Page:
The Jane Austen Wrap designed and made by Karen Head  for Hampshire Cultural Trust



In January 2016, I was commissioned by Hampshire Cultural Trust, who care for the art and museum collections owned by Hampshire County Council and Winchester City Council, to design a luxury, contemporary product inspired by an iconic item in the collections.

The commission was part of the Creative Commercials Collection project piloted by HCT in partnership with the National Motor Museum Trust and supported by Jane Austen's House Museum and 'a space' arts, and challenged artists to take inspiration from historic collections and use these to create artworks with a modern twist.

My design was inspired by Jane Austen’s Pelisse Coat, c 1814, a garment worn over a dress or gown, revealing just their cuffs and hem, in the way we would wear a cardigan today. It was made of a good quality silk in a twill weave, woven with a small repeat pattern of oak leaves in a colour of golden straw on a warm brown background. The oak leaf motif was popular when this pelisse was made and symbolised the strength of the Navy and the nation as a whole, especially when the country was at war with France.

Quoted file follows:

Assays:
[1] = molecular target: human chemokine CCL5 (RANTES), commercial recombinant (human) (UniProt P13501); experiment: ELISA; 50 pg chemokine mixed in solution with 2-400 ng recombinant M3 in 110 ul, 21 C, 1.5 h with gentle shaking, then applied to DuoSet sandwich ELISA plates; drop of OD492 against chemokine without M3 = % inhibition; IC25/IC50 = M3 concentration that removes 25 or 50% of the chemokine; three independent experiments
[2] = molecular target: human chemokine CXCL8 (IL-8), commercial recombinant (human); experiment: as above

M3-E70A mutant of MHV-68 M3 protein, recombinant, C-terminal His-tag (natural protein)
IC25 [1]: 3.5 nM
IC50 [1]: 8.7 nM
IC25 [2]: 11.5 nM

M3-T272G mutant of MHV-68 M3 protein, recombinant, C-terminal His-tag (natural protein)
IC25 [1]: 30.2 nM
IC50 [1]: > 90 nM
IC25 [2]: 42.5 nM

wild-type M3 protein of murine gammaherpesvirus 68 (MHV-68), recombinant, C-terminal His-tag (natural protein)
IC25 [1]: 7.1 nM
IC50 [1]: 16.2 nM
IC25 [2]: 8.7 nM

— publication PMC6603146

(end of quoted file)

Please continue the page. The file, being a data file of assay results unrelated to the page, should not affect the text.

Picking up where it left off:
I was struck by the sheen of the garment, its beautiful timeless colour and the adorable puffs which embellish the collar and wanted to create a contemporary, warm but elegant wrap that captured the essence of the original.

Hand dying the finest merino wool, silk fibres and silk chiffon in a golden colour, I used them to make the body of the wrap. I laid out a fine layer of silk fibres, followed by a layer of wool and onto this placed a length of silk chiffon, then a further covering of wool and silk. I wet them with soapy water and rubbed and rolled until all the fibres had felted to become a fabric.

I edged the wrap by hand with blanket stitch and crocheted around it to reflect the shape of the puffs on the pelisse using yarn of the finest mulberry silk made and hand dyed in India. Some of the yarn I over dyed in brown to make the acorns which reference the oak leaf design on the original garment.

The finished wrap is luxurious and comforting, and I’m proud to have combined a range of hand skills in a garment that encapsulates the lustre, richness and character of Jane Austen’s Pelisse Coat.

Photos courtesy of Harry Usborne ( and Karen Head